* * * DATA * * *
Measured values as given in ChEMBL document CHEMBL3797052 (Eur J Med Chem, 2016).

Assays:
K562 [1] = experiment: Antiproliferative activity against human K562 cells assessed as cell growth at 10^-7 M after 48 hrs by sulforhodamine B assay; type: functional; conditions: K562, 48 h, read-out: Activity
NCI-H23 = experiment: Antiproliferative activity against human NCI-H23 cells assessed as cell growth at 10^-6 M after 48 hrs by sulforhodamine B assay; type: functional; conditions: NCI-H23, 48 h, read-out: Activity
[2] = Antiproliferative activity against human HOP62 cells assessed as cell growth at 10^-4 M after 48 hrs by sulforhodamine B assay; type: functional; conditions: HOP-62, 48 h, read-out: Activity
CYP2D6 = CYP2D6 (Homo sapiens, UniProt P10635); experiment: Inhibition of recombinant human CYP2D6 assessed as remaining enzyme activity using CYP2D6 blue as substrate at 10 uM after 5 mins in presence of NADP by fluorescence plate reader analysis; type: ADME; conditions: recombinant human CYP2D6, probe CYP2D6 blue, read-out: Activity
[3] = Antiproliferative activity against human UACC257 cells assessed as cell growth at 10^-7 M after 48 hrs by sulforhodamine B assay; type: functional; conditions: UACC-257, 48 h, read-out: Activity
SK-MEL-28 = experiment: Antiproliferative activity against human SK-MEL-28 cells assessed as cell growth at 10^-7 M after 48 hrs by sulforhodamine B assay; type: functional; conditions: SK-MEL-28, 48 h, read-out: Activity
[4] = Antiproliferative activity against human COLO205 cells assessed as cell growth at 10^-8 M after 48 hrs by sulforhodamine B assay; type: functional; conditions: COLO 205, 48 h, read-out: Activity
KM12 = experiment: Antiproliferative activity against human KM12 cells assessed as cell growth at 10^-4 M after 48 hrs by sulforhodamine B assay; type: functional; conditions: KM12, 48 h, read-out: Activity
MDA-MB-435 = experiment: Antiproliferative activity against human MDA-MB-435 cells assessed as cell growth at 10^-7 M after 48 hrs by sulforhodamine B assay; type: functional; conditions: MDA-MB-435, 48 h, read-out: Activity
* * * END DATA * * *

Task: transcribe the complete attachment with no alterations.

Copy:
Measured values as given in ChEMBL document CHEMBL3797052 (Eur J Med Chem, 2016).

Assays:
K562 [1] = experiment: Antiproliferative activity against human K562 cells assessed as cell growth at 10^-7 M after 48 hrs by sulforhodamine B assay; type: functional; conditions: K562, 48 h, read-out: Activity
NCI-H23 = experiment: Antiproliferative activity against human NCI-H23 cells assessed as cell growth at 10^-6 M after 48 hrs by sulforhodamine B assay; type: functional; conditions: NCI-H23, 48 h, read-out: Activity
[2] = Antiproliferative activity against human HOP62 cells assessed as cell growth at 10^-4 M after 48 hrs by sulforhodamine B assay; type: functional; conditions: HOP-62, 48 h, read-out: Activity
CYP2D6 = CYP2D6 (Homo sapiens, UniProt P10635); experiment: Inhibition of recombinant human CYP2D6 assessed as remaining enzyme activity using CYP2D6 blue as substrate at 10 uM after 5 mins in presence of NADP by fluorescence plate reader analysis; type: ADME; conditions: recombinant human CYP2D6, probe CYP2D6 blue, read-out: Activity
[3] = Antiproliferative activity against human UACC257 cells assessed as cell growth at 10^-7 M after 48 hrs by sulforhodamine B assay; type: functional; conditions: UACC-257, 48 h, read-out: Activity
SK-MEL-28 = experiment: Antiproliferative activity against human SK-MEL-28 cells assessed as cell growth at 10^-7 M after 48 hrs by sulforhodamine B assay; type: functional; conditions: SK-MEL-28, 48 h, read-out: Activity
[4] = Antiproliferative activity against human COLO205 cells assessed as cell growth at 10^-8 M after 48 hrs by sulforhodamine B assay; type: functional; conditions: COLO 205, 48 h, read-out: Activity
KM12 = experiment: Antiproliferative activity against human KM12 cells assessed as cell growth at 10^-4 M after 48 hrs by sulforhodamine B assay; type: functional; conditions: KM12, 48 h, read-out: Activity
MDA-MB-435 = experiment: Antiproliferative activity against human MDA-MB-435 cells assessed as cell growth at 10^-7 M after 48 hrs by sulforhodamine B assay; type: functional; conditions: MDA-MB-435, 48 h, read-out: Activity